According to V. Chuprov (Greenpeace Russia Energy Program Manager), Russia is also realizing that oil and gas production on the shelf of the Arctic seas is an economically and technologically overwhelming task. The latest version of the Energy Strategy of Russia until 2035 puts projects for the development of the Arctic beyond the horizon of 2035. Russian geologists clearly say that oil production at depths of more than 40-50 meters in ice conditions is impossible with current technologies.19)
There is a serious problem in international relations caused by Russia’s actions in Ukraine that may stall progress in the Arctic region. Oil instruction in the north will become more active since the EU is moving away from Russia’s oil and gas, and Norway plans to provide energy to Europe, exploiting more of the Arctic’s resources.20) U.S., Canada, Denmark, Finland, Iceland, Norway and Sweden are boycotting any meeting on the topics of climate change and the Arctic and have put a pause on Arctic Council activities.21) Given these events, the question of “Arctic exceptionalism” arises – the idea of prioritizing the safety of the environment over political disagreements in other areas.22)
Current state of the problem
Meanwhile, oil and petroleum products pollute the environment on a large scale, as they are characterized by great mobility. Every year, the area of damaged land increases by 10,000 hectares. According to some experts, only during the construction of the main pipeline, 500 hectares of damaged land are accounted for every 100 km of the route.23) At the same time, the rate of restoration of local plant communities in the Arctic is significantly lower than in more southern regions, and technologies for recultivation of polluted lands are ineffective. In addition, in practice, reclamation is carried out only along existing roads and does not affect the territories located outside the roadside sections.
Often there is not a real reclamation, but its imitation: the oil-filled areas are sprinkled with sand, after which the oil remains in the soil, getting into groundwater and freshwater reservoirs, and then into the Arctic Ocean. Only with river runoff, several hundred thousand tons of petroleum products are annually carried into the seas of the Arctic Ocean. As a result, the concentration of pollutants in many areas of the Barents, White, Kara, and Laptev Seas is already 2-3 times higher than normal.24)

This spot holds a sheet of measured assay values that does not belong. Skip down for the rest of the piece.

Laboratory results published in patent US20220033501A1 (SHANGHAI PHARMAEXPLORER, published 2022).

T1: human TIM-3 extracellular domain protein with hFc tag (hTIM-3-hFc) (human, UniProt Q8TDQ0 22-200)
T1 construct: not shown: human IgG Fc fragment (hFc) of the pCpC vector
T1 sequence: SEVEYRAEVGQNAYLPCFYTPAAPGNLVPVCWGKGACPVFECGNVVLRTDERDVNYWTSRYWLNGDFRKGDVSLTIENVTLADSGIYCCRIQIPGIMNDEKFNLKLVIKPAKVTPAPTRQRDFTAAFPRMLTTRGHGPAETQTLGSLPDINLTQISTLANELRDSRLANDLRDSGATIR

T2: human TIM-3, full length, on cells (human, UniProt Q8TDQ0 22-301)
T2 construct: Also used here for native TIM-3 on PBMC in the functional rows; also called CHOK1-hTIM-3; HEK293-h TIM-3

The development of liquid hydrocarbon deposits on the Arctic shelf of Russia continues. In the period up to 2025, the volume of oil production at the Prirazlomnoye field is expected to increase to 5 million tons. In the period up to 2030, in an optimistic scenario, oil production will be established at the Dolginsky field, as well as, possibly, at 1-2 more offshore fields. Also, in the period up to 2025, geological exploration is planned at the licensed sites. At least 10 operating license areas for the development of hydrocarbon raw materials are located in the Pechora Sea. The licenses issued are designed for a period up to 2025-2046. The total recoverable resources of 10 license areas in the Pechora Sea may amount to about 600 million tons of oil and 161 billion cubic meters of gas. At the same time, most of the license areas contain mainly oil deposits.25)
The elimination of oil spills in ice conditions is a separate issue, which many environmentalists and designers are currently working on. The issue is extremely acute due to the difficulties that arise during the liquidation of oil in an ice environment and at subzero temperatures. After all, the use becomes impossible if the oil gets under the ice cover. To solve this issue, further research is needed with the use of empirical studies, based on which new technical methods of oil collection will be developed or existing ones will be improved.
Implications for biodiversity and Indigenous peoples
The Arctic contains some of the world’s largest untapped oil and gas reserves. However, oil extraction poses a considerable risk to Arctic ecosystems and communities. Exploration, drilling, and offshore oil production can threaten the fish and marine mammals that Arctic Indigenous peoples depend on. If their number is decreasing, then the Indigenous peoples of the Arctic will face grave challenges with secure access to food. Whales and other marine mammals are exposed to harmful underwater noise that prevents them from navigating, finding mates, and foraging in the dark Arctic waters.26) Marine ecosystems in the Arctic are particularly vulnerable to oil spills from explosions, pipeline leaks, or shipping accidents.